Setting for the Meetings:

  1. Meeting site:  Preferences for choosing a site (in decreasing order):
    1. Out-of-district e.g. another district, hotel meeting room, bank boardroom, etc.
    2. In-district but in neutral site, e.g. church, bank or other non-district location
    3. In-district but not in board room, e.g. high school library
    4. In the boardroom but not at regular seats, e.g. tables where audience usually seated.
  2. Room set-up:
    1. A very large table allowing plenty of elbow room (or several smaller tables arranged un “U” shape with facilitator at a table in the open end of the "U"
    2. Comfortable chairs
    3. Two big tablets on easels with dark colored markers (black, blue, dark green, brown) and masking tape to hang sheets on wall
    4. Shuffle the seating order (alphabetically usually works) so every board member is sitting by a member that they do not sit with in regular board meetings
  3. Convenience items:
    1. Writing tablets with pens/pencils for each member
    2. Lots of refreshments (coffee, soft drinks, candy, fruit, etc.)
  4. Attendees:
    1. Board members and the superintendent
    2. Under unusual circumstances you may want to bring one or two others into the meeting but they must sit at the table.  Do not allow any “observers”.

Time/Date for Meetings:

  1. Set aside 4 hours, although you may finish earlier
  2. Meet when everyone can be there.  (However, if someone is resisting and won’t agree to a date, go ahead and set the meeting time and date and meet without him/her).
  3. Saturday morning is usually the best time to meet but start early e.g. 7:30 or 8:00 and have breakfast brought in.  Note: If you start later the early risers on the board will start some other activity (e.g. mowing the lawn, etc.)
  4. Evenings are also good but start as early as you can (e.g. 5:30 or 6:00), to catch board members on the way home from work (i.e. before they go home) and serve them dinner.  (If they go home to eat dinner it is sometimes hard to get them back to the meeting.)

Conducting the Meetings: 

  1. Must start on time and end on time (usually no more than four hours)
  2. Don’t allow any item of business on the agenda other than to develop a vision for the district.  Any other business item will distract from your visioning session.
  3. Have a skilled neutral facilitator.  Often such people may be available from your Regional Education Service Agency (RESA).  You may also borrow a facilitator from an area company or perhaps a local minister has had such training.  But it should never be an employee from the district - unless it is the superintendent – regardless of the skills that employee may have.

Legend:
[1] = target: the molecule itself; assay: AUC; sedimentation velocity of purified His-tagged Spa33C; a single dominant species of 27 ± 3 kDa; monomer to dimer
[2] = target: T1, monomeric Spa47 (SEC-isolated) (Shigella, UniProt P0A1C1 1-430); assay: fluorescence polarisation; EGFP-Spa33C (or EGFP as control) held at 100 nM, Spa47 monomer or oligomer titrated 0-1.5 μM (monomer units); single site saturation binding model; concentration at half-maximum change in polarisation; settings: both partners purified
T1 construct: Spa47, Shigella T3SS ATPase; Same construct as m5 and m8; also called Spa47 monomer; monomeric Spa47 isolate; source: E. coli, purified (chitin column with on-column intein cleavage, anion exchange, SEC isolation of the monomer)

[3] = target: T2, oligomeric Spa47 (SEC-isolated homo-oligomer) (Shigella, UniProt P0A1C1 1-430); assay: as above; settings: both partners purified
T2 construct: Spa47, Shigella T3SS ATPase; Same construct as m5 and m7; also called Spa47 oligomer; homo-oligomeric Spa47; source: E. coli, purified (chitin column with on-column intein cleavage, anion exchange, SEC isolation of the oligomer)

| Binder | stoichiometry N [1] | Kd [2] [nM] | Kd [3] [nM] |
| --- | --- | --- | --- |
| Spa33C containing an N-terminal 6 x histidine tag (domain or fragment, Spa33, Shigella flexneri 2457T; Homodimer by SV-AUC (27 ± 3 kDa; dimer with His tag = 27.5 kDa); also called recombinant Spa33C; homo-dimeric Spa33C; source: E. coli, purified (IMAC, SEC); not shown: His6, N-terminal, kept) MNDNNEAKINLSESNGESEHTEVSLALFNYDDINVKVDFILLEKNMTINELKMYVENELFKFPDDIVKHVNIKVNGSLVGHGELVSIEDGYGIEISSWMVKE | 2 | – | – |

4. The person you choose to facilitate the discussion:
    1. Must have group facilitation skills, i.e. can keep the meeting moving and on track and, if necessary, to serve as a disciplinarian to stop side conversations or other disruptions.
    2. Has no interest in the outcome of the meeting
    3. Can remain entirely neutral

Meeting Agenda:

  1. First Visioning Meeting:
    1. State the purpose of the meeting, i.e. to start discussion about where we want the district to be in (set a date of no less than five years and no more than 10 years.)
    2. Begin the brainstorming session.  The rules are:
      • Every idea must have the author’s name beside it.
      • Every idea is a good idea.  Write it down.
      • No one may challenge, question, or edit an idea other than the author.  The only question that can be asked of the author is to get clarification to ensure you understand what the author means.
    3. When brainstorming is complete, see if you can group the ideas into categories.
    4. Dismiss the meeting and email copies of the session to board members within two days.
  2. Second Vision Meeting:
    1. Review the list from the previous meeting and:
      • Edit the list (Remember, only the author can edit his/her idea.  Other board members may discuss it and suggest changes and/or deletion but only the author can change or delete it).
      • Add new items to the list
      • Develop pros and cons of each idea including the cost of implementation
  3. Third Vision Meeting:
    1. Edit the list to modify, add to or delete items from the list.  (Now a majority of board members can accept, reject, or modify items listed by other members).
    2. Prioritize the list
    3. Agree on the top two or three ideas
    4. Develop indicators for success of each idea, i.e. how the district will be different at some point in the future if the idea is adopted and works as intended.
    5. Develop a list of steps (strategies) that must be followed to implement each idea.